13. As regards the failure of the prosecution to place the accused in the T. I. parade for purposes of identification by PWs 2 and 15 the learned Judge has observed that this in the facts of the particular case is not a matter of much importance because PW 15 had the opportunity of seeing the accused twice while PW 2 had seen him from a close proximity. It was therefore felt that it was possible for the witnesses to remember the features of the man who identified the accused correctly in court even though it may be after a lapse of more than a year after the incident. In assessing the trustworthiness of a witness identifying an accused for the first time in court the court should be extra-cautious. The extent of caution and the value of identification made for the first time in court without testing the veracity of such identification by placing the accused in a T. I. parade has been the subject of several decisions and the principle laid down by the Supreme Court is now well settled. In the case of Budhson v. State of U.P. reported in : 1970CriLJ1149 it has been observed that as a general rule the substantive evidence of a witness is a statement made in court, that the evidence in order to carry conviction should ordinarily clarify as to how and under what circumstances he came to pick out the particular accused person and the details of the part which the accused played in the crime in question with reasonable particularity. The decision goes on to say that the purpose of a prior test identification therefore, seems to be to test and strengthen the trustworthiness of that evidence. It is accordingly considered a safe rule of prudence to generally look for corrobo-ration of the sworn testimony of witnesses in court as to the identity of the accused who are strangers to them, in the form of earlier identification proceeding. The decision, however, also observes that there may be exceptions to this general rule when the court is impressed by a particular witness on whose testimony it can safely rely without such or other corroboration. In the instant case, in view of the infirmities already referred to, we do not consider it safe to rely merely on the testimony of PWs 2 and 15 without corroboration in the shape of a prior test identification. This decision in Budhson's case lays down, that test identification is a rule of prudence which should ordinarily be followed. In later cases, however, the Supreme Court went a step further. Short of laying down as an absolute proposition of law that identification in court for the first time without a prior identification in T. I. parade is not legal-ly entertainable the subsequent decisions held that they are for all practical purposes valueless see Mohanlal v. State of Maharashtra : 3SCR277 State of Delhi Administration v. V. C. Shukla : 1980CriLJ965 Therefore if we leave aside the evidence of P. Ws. 2 and 15 the evidence of P. Ws. 3, 4, 10 and 12 at the most indicate that the accused and his wife left the village home on the particular day at about 3.30 p. m. and that they were seen together at Karuigachhi at about 5 p. m. the very same day. Thereafter there is no satisfactory evidence as to what happened to them. It will bear repetition that one of the two gave out that they were going to the place of the Guru while the other gave out that they were going to the place of work of the accused, v.z., Dhu-bulia. The next piece of reliable evidence that can be considered is the recovery of the body of Sabita lying in the paddy field in an unconscious state, This is all that transpires in the evidence and nothing beyond this can be said to have been satisfactorily established, Even the statements of P. Ws. 3, 4, 10 and 11 have to be accepted with a grain of salt for reasons already discussed. This apart, we do not know when they were examined by the Investigating Officer Whether shortly after the incident or long thereafter. Be that as it may, even taking their evidence in its face value the most that transpires is that the two were seen last together at 5 p. m. near Karuigachhi.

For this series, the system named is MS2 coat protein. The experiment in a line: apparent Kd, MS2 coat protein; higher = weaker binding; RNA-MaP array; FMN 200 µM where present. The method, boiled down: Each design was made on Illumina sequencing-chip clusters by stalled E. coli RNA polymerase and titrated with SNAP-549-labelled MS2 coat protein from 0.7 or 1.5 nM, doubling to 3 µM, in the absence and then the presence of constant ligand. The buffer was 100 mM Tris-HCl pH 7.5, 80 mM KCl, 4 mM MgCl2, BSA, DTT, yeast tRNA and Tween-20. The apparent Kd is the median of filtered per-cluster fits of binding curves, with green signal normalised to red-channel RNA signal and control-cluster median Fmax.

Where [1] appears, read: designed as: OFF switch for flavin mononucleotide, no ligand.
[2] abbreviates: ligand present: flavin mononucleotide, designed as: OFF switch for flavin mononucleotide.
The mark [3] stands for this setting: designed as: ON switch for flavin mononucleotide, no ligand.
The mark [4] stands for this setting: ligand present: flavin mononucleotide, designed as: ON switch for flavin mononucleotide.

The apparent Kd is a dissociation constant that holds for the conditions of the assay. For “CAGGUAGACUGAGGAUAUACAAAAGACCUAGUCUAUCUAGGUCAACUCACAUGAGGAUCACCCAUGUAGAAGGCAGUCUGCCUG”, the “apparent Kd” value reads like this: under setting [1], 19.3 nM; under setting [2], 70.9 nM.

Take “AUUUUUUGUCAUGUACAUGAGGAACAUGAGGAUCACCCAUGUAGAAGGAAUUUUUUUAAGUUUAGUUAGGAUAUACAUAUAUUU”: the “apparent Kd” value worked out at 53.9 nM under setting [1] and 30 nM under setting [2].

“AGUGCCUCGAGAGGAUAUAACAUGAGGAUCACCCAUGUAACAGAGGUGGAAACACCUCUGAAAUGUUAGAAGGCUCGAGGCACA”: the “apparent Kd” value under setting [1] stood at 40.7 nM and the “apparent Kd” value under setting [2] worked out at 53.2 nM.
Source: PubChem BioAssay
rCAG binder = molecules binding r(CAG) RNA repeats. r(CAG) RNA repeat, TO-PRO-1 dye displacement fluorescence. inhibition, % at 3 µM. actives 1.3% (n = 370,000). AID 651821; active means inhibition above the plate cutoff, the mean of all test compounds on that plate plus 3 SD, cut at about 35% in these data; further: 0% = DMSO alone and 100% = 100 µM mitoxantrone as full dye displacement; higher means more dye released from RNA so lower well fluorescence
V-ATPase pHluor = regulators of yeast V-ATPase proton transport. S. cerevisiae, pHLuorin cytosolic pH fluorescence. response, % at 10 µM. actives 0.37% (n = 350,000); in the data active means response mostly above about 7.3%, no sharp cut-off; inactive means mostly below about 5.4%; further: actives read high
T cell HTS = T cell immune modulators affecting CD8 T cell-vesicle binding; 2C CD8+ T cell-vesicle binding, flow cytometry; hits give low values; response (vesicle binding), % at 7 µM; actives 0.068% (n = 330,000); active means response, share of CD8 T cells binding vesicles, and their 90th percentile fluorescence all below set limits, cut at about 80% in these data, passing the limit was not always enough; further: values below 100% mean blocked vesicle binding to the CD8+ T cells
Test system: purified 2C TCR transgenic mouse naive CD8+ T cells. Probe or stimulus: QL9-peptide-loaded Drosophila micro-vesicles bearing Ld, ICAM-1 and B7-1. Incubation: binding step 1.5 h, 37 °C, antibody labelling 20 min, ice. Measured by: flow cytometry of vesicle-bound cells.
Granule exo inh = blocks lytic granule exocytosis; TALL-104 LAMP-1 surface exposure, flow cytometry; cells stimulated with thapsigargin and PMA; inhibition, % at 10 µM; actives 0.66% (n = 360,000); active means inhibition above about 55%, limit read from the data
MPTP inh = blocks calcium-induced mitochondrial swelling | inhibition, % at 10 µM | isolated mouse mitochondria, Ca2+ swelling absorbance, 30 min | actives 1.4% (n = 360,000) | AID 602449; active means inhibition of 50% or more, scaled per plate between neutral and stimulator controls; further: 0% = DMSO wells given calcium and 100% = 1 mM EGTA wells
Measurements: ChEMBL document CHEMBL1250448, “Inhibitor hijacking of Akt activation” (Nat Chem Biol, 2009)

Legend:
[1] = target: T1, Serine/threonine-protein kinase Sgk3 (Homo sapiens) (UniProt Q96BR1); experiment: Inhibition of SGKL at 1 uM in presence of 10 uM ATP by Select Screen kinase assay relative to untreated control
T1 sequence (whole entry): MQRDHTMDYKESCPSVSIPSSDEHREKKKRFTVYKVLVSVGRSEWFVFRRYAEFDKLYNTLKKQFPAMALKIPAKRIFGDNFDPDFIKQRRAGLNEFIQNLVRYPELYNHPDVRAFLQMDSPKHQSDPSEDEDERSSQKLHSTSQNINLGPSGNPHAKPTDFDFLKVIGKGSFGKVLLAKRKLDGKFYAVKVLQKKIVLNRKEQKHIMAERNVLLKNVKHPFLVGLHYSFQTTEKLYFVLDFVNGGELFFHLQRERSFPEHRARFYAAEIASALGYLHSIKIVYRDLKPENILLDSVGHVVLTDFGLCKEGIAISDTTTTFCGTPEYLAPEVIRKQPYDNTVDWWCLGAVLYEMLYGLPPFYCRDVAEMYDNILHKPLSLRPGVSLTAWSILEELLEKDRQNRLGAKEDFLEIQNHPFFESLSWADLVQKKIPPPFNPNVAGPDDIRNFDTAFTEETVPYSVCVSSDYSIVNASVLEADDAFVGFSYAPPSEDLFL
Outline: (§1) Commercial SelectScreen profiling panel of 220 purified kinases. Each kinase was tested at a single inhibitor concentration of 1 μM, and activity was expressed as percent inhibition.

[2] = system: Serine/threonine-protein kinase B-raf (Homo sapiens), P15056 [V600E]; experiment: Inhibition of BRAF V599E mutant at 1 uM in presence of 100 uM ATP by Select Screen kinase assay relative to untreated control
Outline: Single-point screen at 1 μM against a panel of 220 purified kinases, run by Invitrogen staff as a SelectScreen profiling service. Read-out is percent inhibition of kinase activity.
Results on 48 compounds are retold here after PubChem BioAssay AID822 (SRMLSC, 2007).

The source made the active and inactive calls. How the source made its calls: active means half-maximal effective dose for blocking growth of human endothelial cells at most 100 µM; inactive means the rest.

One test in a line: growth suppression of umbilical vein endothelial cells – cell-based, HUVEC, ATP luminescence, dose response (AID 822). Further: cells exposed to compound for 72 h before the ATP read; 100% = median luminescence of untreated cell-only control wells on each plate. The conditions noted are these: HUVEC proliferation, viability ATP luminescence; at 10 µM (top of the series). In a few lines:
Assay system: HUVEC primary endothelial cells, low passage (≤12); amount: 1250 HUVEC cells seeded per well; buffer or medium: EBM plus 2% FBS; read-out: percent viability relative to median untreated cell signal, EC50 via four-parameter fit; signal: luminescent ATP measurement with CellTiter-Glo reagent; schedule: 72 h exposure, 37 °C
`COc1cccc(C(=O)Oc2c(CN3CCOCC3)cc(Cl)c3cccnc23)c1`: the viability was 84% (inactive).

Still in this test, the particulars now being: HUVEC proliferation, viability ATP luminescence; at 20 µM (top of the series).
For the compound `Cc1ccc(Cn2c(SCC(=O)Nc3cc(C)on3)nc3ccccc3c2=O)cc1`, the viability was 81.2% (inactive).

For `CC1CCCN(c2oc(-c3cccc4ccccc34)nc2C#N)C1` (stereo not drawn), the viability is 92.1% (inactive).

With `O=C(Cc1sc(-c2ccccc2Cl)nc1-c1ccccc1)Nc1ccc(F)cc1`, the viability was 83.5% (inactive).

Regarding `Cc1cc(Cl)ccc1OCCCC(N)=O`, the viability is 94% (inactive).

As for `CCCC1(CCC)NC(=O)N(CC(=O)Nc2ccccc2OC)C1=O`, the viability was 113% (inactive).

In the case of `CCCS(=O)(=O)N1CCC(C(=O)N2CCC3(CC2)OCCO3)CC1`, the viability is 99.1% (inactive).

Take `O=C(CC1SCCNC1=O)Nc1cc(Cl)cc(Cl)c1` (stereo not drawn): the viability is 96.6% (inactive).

14. Mr. Chakraborty appearing on behalf of the State contended that the conduct and movements of the accused after the incident is itself suspicious and the suspicion against furnishes a link in the chain of events pointing to the guilt of the accused. He argued that the accused should have if he was innocent, himself initiated the enquiry as to how his wife came by the injuries. Instead he was found to make himself scarce and the Investigating Officer could not find him on search for two successive days. Therefore Mr. Chakraborty relying upon the decision in the case of Deonandan Mishra v. State of Bihar : 1955CriLJ1647 argued that the conduct of the accused itself is inconsistent with his innocence. What this decision lays down is that in a case of circumstantial evidence not only should the various links in the chain of evidence be clearly established, but the completed chain must be such as to rule out a reasonable likelihood of the innocence of the accused. The decision then goes on to say that in a case where the various links have been satisfactorily made out and the circumstances point to the accused as the probable assailant with reasonable definiteness and in proximity to the deceased as regards time and situation and if upon proof of. such facts the accused offers no explanation which might afford a reasonable basis for a conclusion consistent with his innocence, such absence of explanation or false explanation would itself be an additional link which completes the chain. This decision, in our view, is no authority for the proposition that the mere failure of the accused to offer any explanation consistent with his innocence, in a case where the prosecution has not otherwise succeeded in establishing a chain of events which with reasonable certainty fixes the liability on the accused, should be considered as a circumstance against the accused by itself.